Rob Bell's book Love Wins is the hot news topic right now. I doubt, however, whether it will be the hot news topic in a century - assuming for the same of argument that there is another century ahead of us.
Bell is, as Al Mohler has correctly pointed out, nothing more than a modernist liberal - albeit a modernist liberal in really hip glasses. Modernist liberal books simply do not last long, because they are dictated largely by the spirit of the age. The liberal is a man (or woman) who is concerned that historic Christianity does not chime with the spirit of the age, and is therefore in earnest to make it do so. The trouble is that this simply does not work. William Macgregor noted, "The victories of the faith have commonly been won not by the proclamation of a bare minimum of belief but rather of things strange and hard to accept, because they are so full of God" (Persons and Ideals [Edinburgh, T. & T. Clark, 1939] P. 5). The liberal may, if he is well-placed enough, and his words are surprising enough, cause a stir, but liberalism has never built up churches.
Bell and his ilk are reacting against two things, what they perceive as the commericalness (if that is a word) and superficiality of the megachurches, and the self-righteousness of fundamentalism. We confessional Protestants are in complete agreement with him that both of these movements are false and dangerous.
Dr. Martyn Lloyd-Jones, probably the greatest preacher of the 20th century, was asked in an interview in 1970 whether he had reacted against the liberalism of his father. He replied that he felt that he had not, rather he and his father had both reacted against the respectable moralism that had replaced the Gospel in the Calvinistic Methodist pulpits that they were familiar with. His father had adopted the left-wing theologically liberal 'New Theology' of R.J. Campbell. Lloyd-Jones returned to the confessional Calvinism of the Calvinistic Methodist fathers. He returned, in other words, to the Gospel. What the post-Victorians rejected as "Puritanism", Lloyd-Jones found was anything but - it was moralism. True Puritanism was Gospel-centred, it was centred on Christ and him crucified.
And once again we see the reaction against moralism going in the same two directions. I have always said that I think that, at least in their initial critique of American Evangelicalism, the Emergents were basically right. They recognised the problem. But the solution they have found is no solution at all, it is just to follow the liberals of a century ago. On the other hand there are the 'Young, Restless and Reformed' people, and those who have embraced Confessional Calvinism such as myself. We have discovered that, as Lloyd-Jones put it, the true way is to go "on to orthodoxy." Not to go backwards, for it was the moralists who did that. The liberals want to beat a still further retreat. But we must go onwards to orthodoxy.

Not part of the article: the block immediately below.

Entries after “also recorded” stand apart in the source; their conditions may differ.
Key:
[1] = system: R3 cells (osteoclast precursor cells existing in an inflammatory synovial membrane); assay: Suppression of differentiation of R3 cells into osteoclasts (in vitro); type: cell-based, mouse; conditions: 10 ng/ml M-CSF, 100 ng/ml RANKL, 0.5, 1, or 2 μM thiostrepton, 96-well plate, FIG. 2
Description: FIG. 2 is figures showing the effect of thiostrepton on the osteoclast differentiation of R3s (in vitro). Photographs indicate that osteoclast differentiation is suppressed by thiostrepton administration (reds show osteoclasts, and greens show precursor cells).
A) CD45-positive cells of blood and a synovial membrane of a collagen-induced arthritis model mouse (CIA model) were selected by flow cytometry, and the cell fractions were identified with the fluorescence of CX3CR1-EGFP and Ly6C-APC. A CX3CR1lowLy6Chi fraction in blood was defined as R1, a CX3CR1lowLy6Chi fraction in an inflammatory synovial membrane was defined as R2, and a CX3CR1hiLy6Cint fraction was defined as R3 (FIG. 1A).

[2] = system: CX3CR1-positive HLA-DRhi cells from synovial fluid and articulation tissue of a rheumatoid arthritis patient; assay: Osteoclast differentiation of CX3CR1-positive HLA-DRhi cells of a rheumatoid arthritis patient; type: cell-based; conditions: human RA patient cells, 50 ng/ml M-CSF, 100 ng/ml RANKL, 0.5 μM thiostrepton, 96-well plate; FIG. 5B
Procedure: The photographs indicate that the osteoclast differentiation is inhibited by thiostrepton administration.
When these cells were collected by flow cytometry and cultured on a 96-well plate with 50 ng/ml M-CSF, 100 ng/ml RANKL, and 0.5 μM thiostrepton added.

I am afraid that today's liberals are far behind their counterparts of the last century. Campbell's manifesto The New Theology is a solid hardcover of over 260 pages. Rob Bell's ignorance of the history of the Church, and of ancient civilizations, is quite apparent to all who saw his Nooma video that dealt with Mithra, Attis, etc (Nooma 15). Compare this with 20th century liberal T.R. Glover, who taught classics at Cambridge. Meanwhile confessionalists are producing good quality, thoughtful works. Now, literary quality is no proof of orthodoxy (otherwise we would all have to be Roman Catholics like J.H. Newman), but it is an indicator of the health or otherwise of a movement. For all their claims to be thoughtful, the new liberals of the Emergent Church are intellectually shallow. Now, when an intellectually shallow writer encourages people to change their theology and to abandon the theology that the Church has always held, we should have serious pause for thought!
Let us then go onwards towards orthodoxy, with all the intellectual rigour that is called for. That is what is called for. It is the orthodox that are read today, not Campbell and Glover. It is the orthodox who form, and have formed, Christian thinking. Truth endures, error passes away.